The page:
loopdiver is an hour-long performance work that uses highly complex patterns of repititive movement, music and video to portray the aftermath of an encounter with violence. The viewer is asked to go on a journey that is both dreamlike and maddening as the six performers attempt to escape from their prisons of repetition. The meaning of the materials grows and changes as it appears again and again and again, ultimately challanging us to dive in and break free of our own reptitive and potentially destructive behavior.

The power of loopdiver lies in the choreography. While the music, set, video and lighting are integral parts of the story, the precise execution of the loop structure by the dancers – both in their bodies and in within their psyche – is where the deeper meaning of loopdiver emerges.

The three animated set pieces you see at the beginning of this video are crucial to the audience’s experience of loopdiver – we strongly encourage you to see and read more about the set below. Because the audience sits on both sides of the stage, these objects intentionally obscure the performers from time to time. In those moments, however, the audience will instead see sihouttes of the live performers or delicate video imagery related to the movement. Every audience member’s experience of the work will be unique depending on their viewing position.


The development of loopdiver began with a simple idea: to explore the concept of loops, a structure pervasive in culture since the popularization of the computer. We began by creating a special tool in Mark Coniglio’s Isadora software that allowed us to compose highly complex looping structures and impose them on any digitally recorded material, including (but not limited to) digital video files and audio files.

Loop Step Editor
Screenshot of the loop editor in Isadora

After exploring various methods for imposing the loops on the choreography, it became clear that the ultimate approach was to create a five-minute long performance that was complete in its own right, with movement, music, video and theatrical lighting; then, to use the looping tool, transform a videotape of that performance into a 60 minute long choreographic “score” from which we rigorously generated the actual choreography and which our performers realized in their bodies.

The digital materials (in this case, the music) maintain the absolute precision and perfection of the computer, while the learned choreography is necessarily imperfect due to human interpretation. When placed together on stage, we see the performers in a constant struggle to adapt to an externally imposed machine rhythm.

To make this process clear, click the image below to view a 15 second excerpt from the unlooped, five-minute long “base material” without the set or video elements..

base material picturevideo excerpt: loopdiver “base material”

Now, click the image below to see to see the same section after having imposed the looping structure in Isadora.

loop material picturevideo excerpt: final choreographic score

This video served as the choreographic “score” for the dancers. The annotations at the bottom of the frame gave the dancers information about the loop and how it was changing. The clicks heard in the music track were added for the dancers reference, so that they could hear precisely where the loop changed direction. These clicks were not present in the final performance.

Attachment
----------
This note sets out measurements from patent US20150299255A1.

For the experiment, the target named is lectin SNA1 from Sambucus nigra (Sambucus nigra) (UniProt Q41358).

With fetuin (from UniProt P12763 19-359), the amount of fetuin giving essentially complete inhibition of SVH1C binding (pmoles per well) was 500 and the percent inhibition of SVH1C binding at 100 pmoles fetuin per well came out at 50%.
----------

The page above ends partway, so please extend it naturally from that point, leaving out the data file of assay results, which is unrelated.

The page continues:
setvideo excerpt: close-up of the moving set

The set for loopdiver is an integral and essential part of the performance. Three animated sculptures created by visual artist Colin Kilian serve as both moving architecture and a video projection surfaces. These sculptures also provide a crucial metaphor in the opening moments of the piece, as their initial movement implies the “moment of violence” that launches the piece into action. To see that opening moment, take a look at this video close up of one of the three set pieces during that opening moment.

As you can see in the video, the set turns and expands from a two dimensional surface into a three dimensional one, noticeably seen in the inner, broken glass-like “shards”. Importantly, the set is the only element of the piece that does not loop. After the first explosive movement, the set becomes like a clock, slowly closing over the entire duration of the piece to its opening position.

video imageryvideo excerpt: projected imagery in loopdiver

The scrim seen in the two frames of the set piece serves as the projection surface for the delicate video imagery, integrating those images directly into the stage space with the dancers. The video imagery will be completed during our upcoming three week residency at the Lied Center, just prior to the premiere. Click the image above for an excerpt of one section. (Each figure you see appears on one of the set panels, which total six in all.)


loopdiver was commissioned by the Lied Center for Performing Arts in Lincoln, Nebraska. This project is made possible in part by a grant from the Association of Performing Arts Presenters Creative Campus Innovations Grant Program, a component of the Doris Duke Charitable Foundation. The University of Nebraska-Lincoln provided a seed grant. Support is also provided by Hixson-Lied Endowment Fund, Woods Charitable Fund, Cooper Foundation and the Lincoln Community Foundation.

The scope of the two year project extended far beyond the creation of the performance work itself, including numerous local partners. For example, our collaboration with the Madonna Research Hospital, in which Troika Ranch’s movement sensing technologies were used to help rehabilitate patients whose bodies had been disabled by trauma.